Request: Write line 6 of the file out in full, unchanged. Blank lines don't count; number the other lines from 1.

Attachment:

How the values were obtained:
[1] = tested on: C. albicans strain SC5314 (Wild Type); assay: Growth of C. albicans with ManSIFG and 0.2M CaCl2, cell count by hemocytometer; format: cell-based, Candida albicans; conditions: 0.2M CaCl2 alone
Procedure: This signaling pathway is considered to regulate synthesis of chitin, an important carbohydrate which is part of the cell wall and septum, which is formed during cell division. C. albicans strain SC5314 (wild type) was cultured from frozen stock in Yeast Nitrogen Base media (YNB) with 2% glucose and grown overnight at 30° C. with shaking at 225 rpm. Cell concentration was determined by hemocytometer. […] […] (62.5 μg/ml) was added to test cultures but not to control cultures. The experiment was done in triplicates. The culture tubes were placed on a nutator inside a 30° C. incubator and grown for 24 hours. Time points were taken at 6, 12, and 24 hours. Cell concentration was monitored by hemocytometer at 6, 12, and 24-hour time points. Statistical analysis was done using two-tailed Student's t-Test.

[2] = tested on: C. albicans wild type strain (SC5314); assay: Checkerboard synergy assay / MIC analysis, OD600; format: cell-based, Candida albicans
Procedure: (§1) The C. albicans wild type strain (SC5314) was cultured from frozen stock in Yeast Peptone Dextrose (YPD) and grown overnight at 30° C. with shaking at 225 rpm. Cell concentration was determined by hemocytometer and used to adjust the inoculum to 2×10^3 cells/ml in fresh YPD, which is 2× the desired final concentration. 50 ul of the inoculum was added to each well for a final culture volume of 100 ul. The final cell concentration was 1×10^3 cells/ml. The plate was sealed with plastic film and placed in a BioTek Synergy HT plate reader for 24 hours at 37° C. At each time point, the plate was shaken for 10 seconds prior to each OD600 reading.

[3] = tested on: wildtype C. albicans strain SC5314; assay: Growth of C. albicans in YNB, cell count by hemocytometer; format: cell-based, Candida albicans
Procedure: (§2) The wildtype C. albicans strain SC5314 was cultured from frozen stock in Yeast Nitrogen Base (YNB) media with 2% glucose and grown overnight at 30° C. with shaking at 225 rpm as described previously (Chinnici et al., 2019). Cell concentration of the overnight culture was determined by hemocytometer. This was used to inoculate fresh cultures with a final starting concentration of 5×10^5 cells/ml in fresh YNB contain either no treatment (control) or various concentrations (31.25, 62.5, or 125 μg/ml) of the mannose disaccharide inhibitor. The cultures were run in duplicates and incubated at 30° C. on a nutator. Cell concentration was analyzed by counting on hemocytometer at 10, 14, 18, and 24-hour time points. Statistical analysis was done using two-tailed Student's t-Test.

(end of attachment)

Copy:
[3] = tested on: wildtype C. albicans strain SC5314; assay: Growth of C. albicans in YNB, cell count by hemocytometer; format: cell-based, Candida albicans